The present parallel for us today is that no matter how hard the enemy tries to deter our efforts, our eyes are to be ever on the Lord of lords and King of kings.
Nehemiah, chapter 5
There was action needed by Nehemiah, not only for the rebuilding of the walls of Jerusalem; but, the rebuilding of the lives of the people. Upon their return from exile, after the Israelites were oppressed on every side by their captors, they found themselves being oppressed by their own countrymen. Nehemiah rebuked the Jewish nobles and men of high places for their oppressive cruelty to their brothers (their countrymen). Nehemiah gave orders for the cancellations of debts and mortgages, thus proving he was more righteous and just than all the ruling men before him.
Nehemiah 5:12--" 'We will give it back,' they [the Jewish nobles and officials] said. 'And we will not demand anything more from them [their countrymen]. We will do as you [Nehemiah] say.' Then I [Nehemiah] summoned the priests and made the nobles and officials take an oath to do what they had promised."
Nehemiah, chapter 6
The more we find ourselves in God's presence, the more persistent the enemy becomes. Nehemiah met with this, as well, on a very personal level. The more into the rebuilding of the walls Nehemiah became, the harder Sanballat (of Samaria), Tobiah (an Ammonite) and Geshem (an Arab) sought to prove a bad reputation of Nehemiah's name.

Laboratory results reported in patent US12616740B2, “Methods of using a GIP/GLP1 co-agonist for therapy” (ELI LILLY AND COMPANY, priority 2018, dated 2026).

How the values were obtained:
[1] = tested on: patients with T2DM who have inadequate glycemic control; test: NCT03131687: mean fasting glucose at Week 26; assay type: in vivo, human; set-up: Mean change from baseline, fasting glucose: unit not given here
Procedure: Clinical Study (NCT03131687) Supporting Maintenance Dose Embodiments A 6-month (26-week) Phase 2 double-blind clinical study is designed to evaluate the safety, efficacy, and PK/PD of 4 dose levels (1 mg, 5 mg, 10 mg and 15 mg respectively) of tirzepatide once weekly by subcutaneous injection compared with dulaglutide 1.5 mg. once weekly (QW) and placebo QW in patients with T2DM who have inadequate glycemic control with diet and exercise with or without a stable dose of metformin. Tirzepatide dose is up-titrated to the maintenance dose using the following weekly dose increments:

Nehemiah 6:15-16--"So the wall was completed on the twenty-fifth of Elul, in fifty-two days. When al our enemies heard about this, all the surrounding nations were afraid and lost their self-confidence, because they realized that this work had been done with the help of our God."
One thing the enemy needs to remember though, is that when he pushes harder to defeat men (and women) of God, those same me (and women) will seek even more after God thus becoming themselves victorious.
Nehemiah, chapter 7
Upon completion of the walls around Jerusalem, Nehemiah appointed new leadership within Jerusalem. Nehemiah, with the direction of God, did so after having searched through the genealogical records of those exiles who had returned from their Babylonian captivity.
Nehemiah 7:73--"The priests, the Levites, the gatekeepers, the singers and the temple servants, along with certain of the people and the rest of the Israelites settled in their own towns."
Nehemiah, chapter 8
Nehemiah had Ezra read the book of the Law of God to the whole of assembly of the Kingdom of Judah. In everything Nehemiah did, he put God first and foremost. In his personal life, Nehemiah relied on every teaching of God, thus Nehemiah was a just and righteous man. For the Kingdom of Judah, and for Jerusalem, which Nehemiah loved dearly, Nehemiah wanted to be sure that God stood at the center of everyday life and that God would be relied on in times of need and obeyed in all times.